Chapter

Down the Peninsula

David Kipen

in San Francisco in the 1930s

Published by University of California Press

Published in print May 2011 | ISBN: 9780520268807
Published online March 2012 | e-ISBN: 9780520948877 | DOI: http://dx.doi.org/10.1525/california/9780520268807.003.0025
Down the Peninsula

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The wedge-shaped strip of territory known to all San Franciscans as “the Peninsula,” broad at its base in the south and pinched to a tip by ocean and Bay at its northern end, is a multicolored land. It embraces tall mountains darkly forested, white sandy beaches enclosed on three sides by steep rocky cliffs, peaceful farms with chaste white buildings, broad walled estates with stately old mansions, and busy towns bright with red and green roofs of modern stucco homes. Explorers of Spain and Catholic mission builders, trudging north from established Monterey, were the first white men to look on its hills and water and plain. Today, thousands of San Franciscans live on the Peninsula and drive to work or ride the commute trains playing never-ending games of bridge on tables held on knees between coach seats.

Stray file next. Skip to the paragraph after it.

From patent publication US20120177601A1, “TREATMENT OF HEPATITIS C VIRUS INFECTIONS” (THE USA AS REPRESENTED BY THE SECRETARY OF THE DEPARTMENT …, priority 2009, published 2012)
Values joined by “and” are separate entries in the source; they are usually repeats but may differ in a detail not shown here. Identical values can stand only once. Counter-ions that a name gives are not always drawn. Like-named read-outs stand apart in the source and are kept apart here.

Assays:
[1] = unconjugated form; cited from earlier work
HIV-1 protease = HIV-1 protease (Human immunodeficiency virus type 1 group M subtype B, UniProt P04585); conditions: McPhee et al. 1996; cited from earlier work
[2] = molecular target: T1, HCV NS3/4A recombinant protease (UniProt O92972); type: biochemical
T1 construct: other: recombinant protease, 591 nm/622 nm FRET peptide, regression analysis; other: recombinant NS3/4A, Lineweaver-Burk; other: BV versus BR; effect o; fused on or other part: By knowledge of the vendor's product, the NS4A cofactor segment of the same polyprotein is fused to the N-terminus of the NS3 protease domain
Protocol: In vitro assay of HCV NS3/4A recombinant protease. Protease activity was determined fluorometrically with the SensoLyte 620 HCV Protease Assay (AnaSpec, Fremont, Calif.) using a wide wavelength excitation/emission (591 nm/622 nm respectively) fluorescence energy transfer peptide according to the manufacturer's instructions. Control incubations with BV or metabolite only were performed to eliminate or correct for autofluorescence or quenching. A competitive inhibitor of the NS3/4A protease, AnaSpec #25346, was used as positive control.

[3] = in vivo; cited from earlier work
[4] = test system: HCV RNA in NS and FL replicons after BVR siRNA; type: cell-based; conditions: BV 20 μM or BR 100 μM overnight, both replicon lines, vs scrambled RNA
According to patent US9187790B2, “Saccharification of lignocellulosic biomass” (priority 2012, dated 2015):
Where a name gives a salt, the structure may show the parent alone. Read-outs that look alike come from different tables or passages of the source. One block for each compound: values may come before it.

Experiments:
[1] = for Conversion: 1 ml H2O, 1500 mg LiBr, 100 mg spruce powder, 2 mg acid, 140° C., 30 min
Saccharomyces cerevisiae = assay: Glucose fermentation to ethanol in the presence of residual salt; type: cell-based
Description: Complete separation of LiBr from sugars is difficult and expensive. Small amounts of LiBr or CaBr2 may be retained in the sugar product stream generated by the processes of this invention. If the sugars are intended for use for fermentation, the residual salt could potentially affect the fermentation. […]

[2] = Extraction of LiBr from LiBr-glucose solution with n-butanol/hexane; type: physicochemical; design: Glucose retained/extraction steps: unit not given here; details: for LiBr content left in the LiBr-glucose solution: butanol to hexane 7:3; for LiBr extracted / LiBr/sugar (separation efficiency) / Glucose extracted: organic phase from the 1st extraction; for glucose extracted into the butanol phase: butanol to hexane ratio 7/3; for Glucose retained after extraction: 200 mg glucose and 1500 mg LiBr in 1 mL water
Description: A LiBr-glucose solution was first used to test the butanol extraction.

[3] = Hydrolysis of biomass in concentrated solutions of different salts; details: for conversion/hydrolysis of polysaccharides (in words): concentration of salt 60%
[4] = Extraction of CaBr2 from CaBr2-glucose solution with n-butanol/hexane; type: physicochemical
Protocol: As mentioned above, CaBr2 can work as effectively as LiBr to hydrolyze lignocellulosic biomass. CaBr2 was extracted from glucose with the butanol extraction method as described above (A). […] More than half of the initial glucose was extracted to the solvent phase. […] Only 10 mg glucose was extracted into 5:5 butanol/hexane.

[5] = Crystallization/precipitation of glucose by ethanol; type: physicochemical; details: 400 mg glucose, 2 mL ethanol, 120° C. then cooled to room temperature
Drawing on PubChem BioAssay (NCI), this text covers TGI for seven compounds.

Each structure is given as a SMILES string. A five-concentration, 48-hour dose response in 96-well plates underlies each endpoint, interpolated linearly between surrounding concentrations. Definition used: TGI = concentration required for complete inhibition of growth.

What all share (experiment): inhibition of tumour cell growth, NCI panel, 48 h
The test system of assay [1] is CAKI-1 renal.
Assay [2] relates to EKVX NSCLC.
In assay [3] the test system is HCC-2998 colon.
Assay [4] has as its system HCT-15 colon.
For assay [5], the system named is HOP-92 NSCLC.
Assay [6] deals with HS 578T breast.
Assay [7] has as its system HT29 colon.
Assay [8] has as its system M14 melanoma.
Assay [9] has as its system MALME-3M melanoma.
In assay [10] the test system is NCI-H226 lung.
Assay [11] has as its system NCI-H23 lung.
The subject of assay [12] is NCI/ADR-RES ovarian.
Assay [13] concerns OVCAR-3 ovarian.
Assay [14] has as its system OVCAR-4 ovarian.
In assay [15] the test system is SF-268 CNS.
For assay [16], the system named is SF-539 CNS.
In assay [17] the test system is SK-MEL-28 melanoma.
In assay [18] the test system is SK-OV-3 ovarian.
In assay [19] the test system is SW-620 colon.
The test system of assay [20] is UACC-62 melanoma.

Keywords: San Franciscans; Peninsula; mountains; beaches; explorers; Spain; Monterey

Chapter.  14618 words.  Illustrated.

Subjects: History of the Americas

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